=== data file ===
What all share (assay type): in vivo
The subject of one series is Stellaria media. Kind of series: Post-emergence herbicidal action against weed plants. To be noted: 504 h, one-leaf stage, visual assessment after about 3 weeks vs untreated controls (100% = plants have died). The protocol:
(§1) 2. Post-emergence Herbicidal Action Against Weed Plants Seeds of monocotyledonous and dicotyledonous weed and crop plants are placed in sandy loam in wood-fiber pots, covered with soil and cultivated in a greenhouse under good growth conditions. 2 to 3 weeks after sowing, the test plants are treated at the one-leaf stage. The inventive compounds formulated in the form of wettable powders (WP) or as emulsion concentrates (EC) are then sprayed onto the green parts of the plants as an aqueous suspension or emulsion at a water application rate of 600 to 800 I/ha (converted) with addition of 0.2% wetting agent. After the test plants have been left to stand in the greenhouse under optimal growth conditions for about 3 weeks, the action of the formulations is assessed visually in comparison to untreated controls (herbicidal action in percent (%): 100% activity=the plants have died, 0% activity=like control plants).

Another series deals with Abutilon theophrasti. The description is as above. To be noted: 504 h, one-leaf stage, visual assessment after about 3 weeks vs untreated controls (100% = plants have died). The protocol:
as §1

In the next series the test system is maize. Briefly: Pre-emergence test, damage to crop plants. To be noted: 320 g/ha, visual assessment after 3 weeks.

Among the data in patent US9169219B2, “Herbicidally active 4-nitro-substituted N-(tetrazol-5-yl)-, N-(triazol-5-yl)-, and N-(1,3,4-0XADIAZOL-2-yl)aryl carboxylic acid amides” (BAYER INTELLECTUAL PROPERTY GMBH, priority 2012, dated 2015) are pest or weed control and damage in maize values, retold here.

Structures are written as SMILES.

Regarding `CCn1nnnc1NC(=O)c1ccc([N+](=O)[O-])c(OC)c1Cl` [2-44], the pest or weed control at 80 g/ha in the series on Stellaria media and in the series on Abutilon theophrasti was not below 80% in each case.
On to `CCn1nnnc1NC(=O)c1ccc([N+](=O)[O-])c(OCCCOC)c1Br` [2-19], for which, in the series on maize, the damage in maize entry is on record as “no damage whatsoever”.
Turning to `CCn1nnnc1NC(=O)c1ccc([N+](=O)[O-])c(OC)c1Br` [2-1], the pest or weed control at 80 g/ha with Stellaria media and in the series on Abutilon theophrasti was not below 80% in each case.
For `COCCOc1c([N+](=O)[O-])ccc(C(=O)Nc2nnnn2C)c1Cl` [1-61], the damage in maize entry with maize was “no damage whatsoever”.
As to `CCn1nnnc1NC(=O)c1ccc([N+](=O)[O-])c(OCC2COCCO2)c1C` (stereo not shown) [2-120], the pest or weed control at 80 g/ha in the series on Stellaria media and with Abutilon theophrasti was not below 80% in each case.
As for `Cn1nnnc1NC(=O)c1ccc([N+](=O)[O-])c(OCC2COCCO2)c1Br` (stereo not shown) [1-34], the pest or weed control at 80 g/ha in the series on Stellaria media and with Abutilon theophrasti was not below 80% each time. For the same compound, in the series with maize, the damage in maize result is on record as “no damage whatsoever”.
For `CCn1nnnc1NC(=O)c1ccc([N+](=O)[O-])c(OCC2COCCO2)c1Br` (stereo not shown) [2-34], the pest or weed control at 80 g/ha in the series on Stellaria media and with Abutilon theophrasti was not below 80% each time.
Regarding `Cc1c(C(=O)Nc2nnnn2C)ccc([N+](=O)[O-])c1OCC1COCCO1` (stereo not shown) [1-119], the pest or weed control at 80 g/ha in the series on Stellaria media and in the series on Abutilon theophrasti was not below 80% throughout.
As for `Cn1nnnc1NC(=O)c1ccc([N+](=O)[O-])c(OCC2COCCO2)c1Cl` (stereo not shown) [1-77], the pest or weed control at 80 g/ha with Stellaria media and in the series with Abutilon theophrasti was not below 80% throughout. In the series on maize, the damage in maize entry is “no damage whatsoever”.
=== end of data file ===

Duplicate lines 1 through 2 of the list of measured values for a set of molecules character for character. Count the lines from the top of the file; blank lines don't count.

What all share (assay type): in vivo
The subject of one series is Stellaria media. Kind of series: Post-emergence herbicidal action against weed plants. To be noted: 504 h, one-leaf stage, visual assessment after about 3 weeks vs untreated controls (100% = plants have died). The protocol: